Baseball is one of those things that is supposed to take us away from the drudgery of everyday life. That's true, except when some real-life event intrudes on the game and makes us think. Then, life and sports intersect and that's almost never good.
There was the earthquake that stopped the 1989 World Series and the terrorist attacks on September 11, 2001 that stopped the game for a few days - among others. Generally, it's the death of an icon or some tragedy. Good things make us appreciate the game while bad things make us feel as though the game isn't as important as it is on most days.
Regular readers know I'm a Phillies season ticket holder and a lover of baseball. This season, I paid for the MLB package from Comcast so that I could watch any game. If I'm not watching the Phillies I'll tune in the Orioles, but it's nice to be able to tune into any game.
When the news of Harry Kalas' death came to us yesterday, I started to think about all of the great play-by-play voices we've had in Philadelphia, and Harry is at the top of the list. Not only the top of the list here, but in baseball. What I have found, in addition to the games, is how average the other teams play-by-play guys are. The one exception I've found is stumbling across Vin Scully's voice on the Dodgers' broadcast. Otherwise, they're just guys talking about the game.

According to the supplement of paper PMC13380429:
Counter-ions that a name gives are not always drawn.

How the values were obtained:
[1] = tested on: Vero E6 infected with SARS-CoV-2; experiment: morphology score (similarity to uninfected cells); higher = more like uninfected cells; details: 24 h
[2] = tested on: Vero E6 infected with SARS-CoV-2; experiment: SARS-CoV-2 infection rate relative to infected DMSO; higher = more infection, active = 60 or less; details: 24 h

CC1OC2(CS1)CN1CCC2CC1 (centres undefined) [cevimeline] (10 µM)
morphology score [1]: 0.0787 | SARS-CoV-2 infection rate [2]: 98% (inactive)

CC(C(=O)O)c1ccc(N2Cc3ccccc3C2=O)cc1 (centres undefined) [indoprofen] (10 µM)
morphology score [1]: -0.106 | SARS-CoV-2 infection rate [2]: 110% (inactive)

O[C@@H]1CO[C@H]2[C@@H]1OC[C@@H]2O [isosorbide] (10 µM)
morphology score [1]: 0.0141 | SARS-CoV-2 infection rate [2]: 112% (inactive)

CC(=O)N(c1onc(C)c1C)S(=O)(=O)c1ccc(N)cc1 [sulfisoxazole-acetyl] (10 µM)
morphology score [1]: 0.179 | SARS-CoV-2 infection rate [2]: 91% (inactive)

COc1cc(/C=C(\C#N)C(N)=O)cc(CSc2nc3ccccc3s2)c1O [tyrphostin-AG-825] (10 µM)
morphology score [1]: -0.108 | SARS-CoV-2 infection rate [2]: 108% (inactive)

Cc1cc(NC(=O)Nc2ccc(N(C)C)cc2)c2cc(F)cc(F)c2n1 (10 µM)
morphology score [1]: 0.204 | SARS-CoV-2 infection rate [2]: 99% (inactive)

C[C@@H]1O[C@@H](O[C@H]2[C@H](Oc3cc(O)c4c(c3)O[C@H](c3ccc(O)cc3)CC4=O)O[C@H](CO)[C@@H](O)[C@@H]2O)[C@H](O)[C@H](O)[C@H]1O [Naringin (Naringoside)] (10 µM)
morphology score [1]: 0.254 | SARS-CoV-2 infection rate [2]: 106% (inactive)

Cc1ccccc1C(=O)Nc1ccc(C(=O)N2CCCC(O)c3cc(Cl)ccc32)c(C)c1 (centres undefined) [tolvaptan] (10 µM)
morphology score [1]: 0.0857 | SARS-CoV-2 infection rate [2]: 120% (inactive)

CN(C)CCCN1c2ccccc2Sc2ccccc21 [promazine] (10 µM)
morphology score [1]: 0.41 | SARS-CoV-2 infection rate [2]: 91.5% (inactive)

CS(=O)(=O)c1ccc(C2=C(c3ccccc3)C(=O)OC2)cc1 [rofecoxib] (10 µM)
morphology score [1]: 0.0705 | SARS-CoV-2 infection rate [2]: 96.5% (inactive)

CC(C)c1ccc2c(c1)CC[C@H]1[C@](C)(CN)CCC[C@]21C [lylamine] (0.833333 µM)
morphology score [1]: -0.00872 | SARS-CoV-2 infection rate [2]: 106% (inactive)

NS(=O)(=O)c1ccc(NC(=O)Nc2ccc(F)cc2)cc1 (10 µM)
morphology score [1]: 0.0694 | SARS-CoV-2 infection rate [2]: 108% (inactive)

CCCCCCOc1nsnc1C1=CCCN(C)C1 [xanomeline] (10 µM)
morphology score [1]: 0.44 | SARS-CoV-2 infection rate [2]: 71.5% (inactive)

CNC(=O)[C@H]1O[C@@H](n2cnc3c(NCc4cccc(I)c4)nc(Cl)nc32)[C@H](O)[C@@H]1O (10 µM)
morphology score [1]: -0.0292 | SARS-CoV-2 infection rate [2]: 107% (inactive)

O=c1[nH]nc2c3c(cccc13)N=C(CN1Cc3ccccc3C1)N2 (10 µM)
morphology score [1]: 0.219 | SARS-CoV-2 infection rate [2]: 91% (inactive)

Harry was more than that. When he was partnered with Rich Ashburn, they were the Bob and Ray of baseball. Best friends watching the game together and it just happened to be going out over the air. Richie died in 1997, and for me, the games have never been the same. Harry carried on, but his partner was gone and they never found a replacement for the easy banter that he and Whitey shared.
Baseball is time-consuming, and having someone comfortable to listen to passes the time easier. They make a three-hour game seem like thirty minutes. That's what Harry did.
I suppose I don't have anything insightful or particularly fascinating to relay about Harry Kalas other than a little bit of Phillies baseball died yesterday too. Thankfully, he saw his best friend go into the Baseball Hall of Fame, got into the Hall of Fame himself and broadcast a Phillies World Series win. That's a pretty good life, I'd guess.
All of us are a little better off for being able to share it with Harry.